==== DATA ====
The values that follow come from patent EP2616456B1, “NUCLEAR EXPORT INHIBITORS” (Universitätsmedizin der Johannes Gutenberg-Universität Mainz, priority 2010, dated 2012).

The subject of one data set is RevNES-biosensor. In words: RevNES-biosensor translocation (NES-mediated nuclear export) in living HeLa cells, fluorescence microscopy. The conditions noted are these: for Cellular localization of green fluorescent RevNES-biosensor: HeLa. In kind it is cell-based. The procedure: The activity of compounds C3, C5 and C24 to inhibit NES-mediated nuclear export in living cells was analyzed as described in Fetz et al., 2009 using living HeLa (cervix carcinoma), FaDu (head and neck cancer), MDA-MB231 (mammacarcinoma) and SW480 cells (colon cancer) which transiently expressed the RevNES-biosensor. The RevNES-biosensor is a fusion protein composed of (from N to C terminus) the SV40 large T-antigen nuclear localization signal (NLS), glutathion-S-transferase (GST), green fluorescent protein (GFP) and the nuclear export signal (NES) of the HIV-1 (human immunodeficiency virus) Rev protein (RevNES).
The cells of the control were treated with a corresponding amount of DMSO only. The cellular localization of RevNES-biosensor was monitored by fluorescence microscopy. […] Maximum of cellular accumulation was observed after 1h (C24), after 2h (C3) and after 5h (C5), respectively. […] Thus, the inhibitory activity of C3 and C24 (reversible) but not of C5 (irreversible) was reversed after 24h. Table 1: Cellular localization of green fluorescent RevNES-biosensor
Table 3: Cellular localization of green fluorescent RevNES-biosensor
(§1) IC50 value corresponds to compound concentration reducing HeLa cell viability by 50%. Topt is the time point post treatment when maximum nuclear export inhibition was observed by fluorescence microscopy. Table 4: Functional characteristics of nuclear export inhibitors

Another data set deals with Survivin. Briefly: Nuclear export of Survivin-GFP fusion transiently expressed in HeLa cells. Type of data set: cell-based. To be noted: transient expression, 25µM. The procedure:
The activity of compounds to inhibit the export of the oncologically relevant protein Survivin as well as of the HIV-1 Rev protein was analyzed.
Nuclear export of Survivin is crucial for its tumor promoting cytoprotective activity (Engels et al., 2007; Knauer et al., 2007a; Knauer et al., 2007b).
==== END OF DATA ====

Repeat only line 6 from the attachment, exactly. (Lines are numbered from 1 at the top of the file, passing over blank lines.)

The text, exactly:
Another data set deals with Survivin. Briefly: Nuclear export of Survivin-GFP fusion transiently expressed in HeLa cells. Type of data set: cell-based. To be noted: transient expression, 25µM. The procedure: